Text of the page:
# Exploring Percents Graphically

- Author:
- Ivan Cheng

Percents are ratios that are equivalent to a comparison of a "part" to a "whole" and are based on 100 as the denominator.
Move the slider on the Move the slider on the Move the red percent slider up or down for the percent value (expressed as a decimal).
To find the percent value for a part of a whole (e.g., 40 is what percent of 50?), first move the slider for the value of the "part" on the

*x*-axis for the value of the "whole" (denominator).

*y*-axis for the value of the "part" (numerator).

*y*-axis and the slider for the value of the "whole" on the

*x*-axis. Then move the percent slider so that it passes through point A. To find the percent of a whole (e.g., find 40% of 50), first move the percent slider to the correct value (e.g., p = 0.4). Then move the slider on the

*x*-axis to the correct value (e.g., 50). Finally, move the slider on the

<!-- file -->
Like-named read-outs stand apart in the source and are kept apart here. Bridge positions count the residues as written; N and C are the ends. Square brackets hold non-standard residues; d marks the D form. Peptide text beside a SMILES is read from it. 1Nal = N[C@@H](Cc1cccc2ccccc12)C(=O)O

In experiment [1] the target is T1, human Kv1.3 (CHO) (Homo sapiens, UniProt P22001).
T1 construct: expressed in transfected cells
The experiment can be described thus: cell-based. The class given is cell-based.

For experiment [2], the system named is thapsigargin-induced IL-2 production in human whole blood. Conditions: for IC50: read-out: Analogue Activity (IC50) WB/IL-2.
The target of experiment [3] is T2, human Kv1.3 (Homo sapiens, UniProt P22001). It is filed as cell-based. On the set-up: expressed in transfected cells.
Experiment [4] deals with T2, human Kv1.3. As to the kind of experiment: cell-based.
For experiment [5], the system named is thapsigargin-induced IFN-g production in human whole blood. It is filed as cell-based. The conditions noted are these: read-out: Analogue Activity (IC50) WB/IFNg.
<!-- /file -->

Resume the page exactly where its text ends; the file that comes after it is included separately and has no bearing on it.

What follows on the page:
*y*-axis so that point A is at the intersection of the percent line and the line formed by the slider on the

*x*-axis. To find the whole when given a part and a percent value (e.g., 40 is 50% of what number?), first move the slider for the "part" (

*y*-axis) to the correct value (e.g., 40). Then move the percent slider to the correct value (e.g., p = 0.5). Finally, move the slider for the "whole" on the

*x*-axis so that point A is at the intersection of the percent line and the line formed by the slider on the

*y*-axis.

- When finding the ratio of a part to a whole, what do you notice about the slope of the percent line?
- What happens to the percent value if you keep the value of the "part" constant and change the value of the "whole"? What makes the percent value increase? What makes the percent value decrease?
- What happens to the percent value if you keep the value of the "whole" constant and change the value of the "part"? What makes the percent value increase? What makes the percent value decrease?